LONDON (Reuters) - Britain’s financial regulator has banned the former compliance officer of Keydata Investment Services, a company that went bust seven years ago in a “deathbonds” scandal in which pensioners lost millions of pounds.
The Financial Conduct Authority (FCA) said Peter Johnson has been banned from any regulated activity in Britain.
Once an award-winning company, Keydata sold products backed by second-hand U.S. life insurance policies, dubbed deathbonds, to around 30,000 mainly elderly investors, pitching them as low risk.
Johnson would have been fined 200,000 pounds were it not for evidence that this would cause him serious financial hardship, the FCA said in a statement.
The investors have received compensation up to a limit.
“The FCA has found that Mr Johnson failed to act with integrity in his role as Keydata’s Compliance Officer and misled the then Financial Services Authority (FSA) on a number of occasions,” it added.
Johnson withdrew his appeal against the watchdog in the Upper Tribunal on May 17. He could not be immediately reached for comment.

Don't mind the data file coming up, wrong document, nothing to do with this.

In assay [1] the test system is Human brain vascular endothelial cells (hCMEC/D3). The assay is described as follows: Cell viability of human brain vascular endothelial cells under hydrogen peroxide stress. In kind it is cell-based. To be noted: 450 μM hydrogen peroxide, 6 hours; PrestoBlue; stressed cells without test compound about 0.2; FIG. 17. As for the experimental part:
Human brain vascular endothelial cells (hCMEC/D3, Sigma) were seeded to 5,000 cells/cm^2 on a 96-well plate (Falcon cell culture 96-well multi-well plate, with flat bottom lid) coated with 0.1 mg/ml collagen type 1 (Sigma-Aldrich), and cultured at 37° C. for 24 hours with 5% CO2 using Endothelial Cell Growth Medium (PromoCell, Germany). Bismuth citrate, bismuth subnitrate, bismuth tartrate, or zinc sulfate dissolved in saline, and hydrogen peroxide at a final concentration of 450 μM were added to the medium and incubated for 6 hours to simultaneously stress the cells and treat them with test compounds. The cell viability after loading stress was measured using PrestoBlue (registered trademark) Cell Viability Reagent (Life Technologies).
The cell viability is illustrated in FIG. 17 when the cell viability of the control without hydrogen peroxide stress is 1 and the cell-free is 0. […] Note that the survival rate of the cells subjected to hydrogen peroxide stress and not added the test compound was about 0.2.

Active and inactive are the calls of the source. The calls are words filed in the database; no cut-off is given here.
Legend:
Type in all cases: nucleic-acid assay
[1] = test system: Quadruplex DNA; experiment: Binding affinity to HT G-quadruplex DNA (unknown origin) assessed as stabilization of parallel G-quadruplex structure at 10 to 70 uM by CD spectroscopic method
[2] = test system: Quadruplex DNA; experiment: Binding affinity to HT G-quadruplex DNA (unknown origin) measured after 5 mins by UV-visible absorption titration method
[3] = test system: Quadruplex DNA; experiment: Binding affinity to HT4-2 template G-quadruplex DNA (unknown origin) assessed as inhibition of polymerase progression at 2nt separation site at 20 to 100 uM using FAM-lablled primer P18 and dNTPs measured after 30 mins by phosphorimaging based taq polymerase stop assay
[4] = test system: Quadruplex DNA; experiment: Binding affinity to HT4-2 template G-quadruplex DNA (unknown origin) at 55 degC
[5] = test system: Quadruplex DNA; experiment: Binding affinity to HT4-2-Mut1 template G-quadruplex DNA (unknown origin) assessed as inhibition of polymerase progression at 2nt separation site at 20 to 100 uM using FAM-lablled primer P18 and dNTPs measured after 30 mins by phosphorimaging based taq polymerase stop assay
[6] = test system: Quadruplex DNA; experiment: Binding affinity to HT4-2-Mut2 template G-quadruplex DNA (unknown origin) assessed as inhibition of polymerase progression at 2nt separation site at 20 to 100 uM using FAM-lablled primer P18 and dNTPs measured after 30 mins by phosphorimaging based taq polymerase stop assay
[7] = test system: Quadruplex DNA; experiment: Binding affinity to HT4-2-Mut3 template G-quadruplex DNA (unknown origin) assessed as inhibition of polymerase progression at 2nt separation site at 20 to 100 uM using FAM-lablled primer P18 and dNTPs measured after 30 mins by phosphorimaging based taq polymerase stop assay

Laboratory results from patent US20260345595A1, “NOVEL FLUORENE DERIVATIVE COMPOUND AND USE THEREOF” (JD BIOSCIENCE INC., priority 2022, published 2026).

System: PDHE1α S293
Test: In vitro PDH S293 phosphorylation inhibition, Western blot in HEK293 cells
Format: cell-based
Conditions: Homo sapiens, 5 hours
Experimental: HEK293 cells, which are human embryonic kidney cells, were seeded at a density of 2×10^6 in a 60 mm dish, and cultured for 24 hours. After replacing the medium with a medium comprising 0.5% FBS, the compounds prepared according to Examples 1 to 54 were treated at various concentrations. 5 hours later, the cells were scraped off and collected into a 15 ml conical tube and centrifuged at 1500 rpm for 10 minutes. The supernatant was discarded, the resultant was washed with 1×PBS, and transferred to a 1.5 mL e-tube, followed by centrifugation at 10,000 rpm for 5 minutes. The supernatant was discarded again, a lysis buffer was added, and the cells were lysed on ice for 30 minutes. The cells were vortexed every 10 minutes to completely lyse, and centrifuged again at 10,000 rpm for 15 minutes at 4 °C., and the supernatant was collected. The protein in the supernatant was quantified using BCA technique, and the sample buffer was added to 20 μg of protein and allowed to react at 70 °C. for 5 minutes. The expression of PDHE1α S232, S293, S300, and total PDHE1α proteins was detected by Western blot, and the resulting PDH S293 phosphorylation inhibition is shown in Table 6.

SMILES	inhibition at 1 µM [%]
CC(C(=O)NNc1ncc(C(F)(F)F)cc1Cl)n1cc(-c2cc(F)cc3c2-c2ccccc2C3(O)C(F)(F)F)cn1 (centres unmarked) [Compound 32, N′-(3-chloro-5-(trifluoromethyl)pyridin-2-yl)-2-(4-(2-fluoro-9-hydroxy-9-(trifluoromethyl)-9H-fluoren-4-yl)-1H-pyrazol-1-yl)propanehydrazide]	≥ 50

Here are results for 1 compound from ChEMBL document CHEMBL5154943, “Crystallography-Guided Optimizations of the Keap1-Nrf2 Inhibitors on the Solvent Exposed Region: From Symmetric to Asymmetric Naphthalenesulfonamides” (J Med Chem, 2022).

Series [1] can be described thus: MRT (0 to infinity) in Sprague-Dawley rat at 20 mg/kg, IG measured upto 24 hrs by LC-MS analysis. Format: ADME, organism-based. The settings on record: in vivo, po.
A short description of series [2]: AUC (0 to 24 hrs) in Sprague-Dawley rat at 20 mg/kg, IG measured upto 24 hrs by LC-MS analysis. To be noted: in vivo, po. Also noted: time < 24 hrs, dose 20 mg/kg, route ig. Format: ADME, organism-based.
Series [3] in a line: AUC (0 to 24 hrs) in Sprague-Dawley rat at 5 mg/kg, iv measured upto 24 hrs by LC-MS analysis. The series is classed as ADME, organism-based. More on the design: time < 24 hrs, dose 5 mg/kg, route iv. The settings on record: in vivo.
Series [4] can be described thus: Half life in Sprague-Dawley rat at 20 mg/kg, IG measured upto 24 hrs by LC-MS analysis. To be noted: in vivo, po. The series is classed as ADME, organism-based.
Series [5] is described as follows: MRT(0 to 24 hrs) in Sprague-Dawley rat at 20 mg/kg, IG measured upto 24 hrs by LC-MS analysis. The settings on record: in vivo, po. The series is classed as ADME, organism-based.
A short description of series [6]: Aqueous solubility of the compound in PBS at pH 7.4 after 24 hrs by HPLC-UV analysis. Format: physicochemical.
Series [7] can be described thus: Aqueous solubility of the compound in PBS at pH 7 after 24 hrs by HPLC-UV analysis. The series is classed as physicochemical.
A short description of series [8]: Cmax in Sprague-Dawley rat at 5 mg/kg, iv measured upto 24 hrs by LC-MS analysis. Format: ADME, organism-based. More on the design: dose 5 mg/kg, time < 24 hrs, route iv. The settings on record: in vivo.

The FCA said Johnson was aware the Keydata had received professional advice that its financial promotions continued to make unclear, incorrect and misleading statements.
Johnson made “misleading representations” to regulators in two mandatory interviews, and “recklessly” failed to take adequate steps to prevent Keydata from continuing to market and sell some of its products, the FCA added.
Stewart Ford, Keydata’s Scottish founder and former chief executive, and Mark Owen, its former sales director, still have appeals lodged with the tribunal.
The FCA wants to fine Ford 75 million pounds, the biggest penalty it has ever handed to an individual.
Reporting by Huw Jones; Editing by Ruth Pitchford
Our Standards: The Thomson Reuters Trust Principles.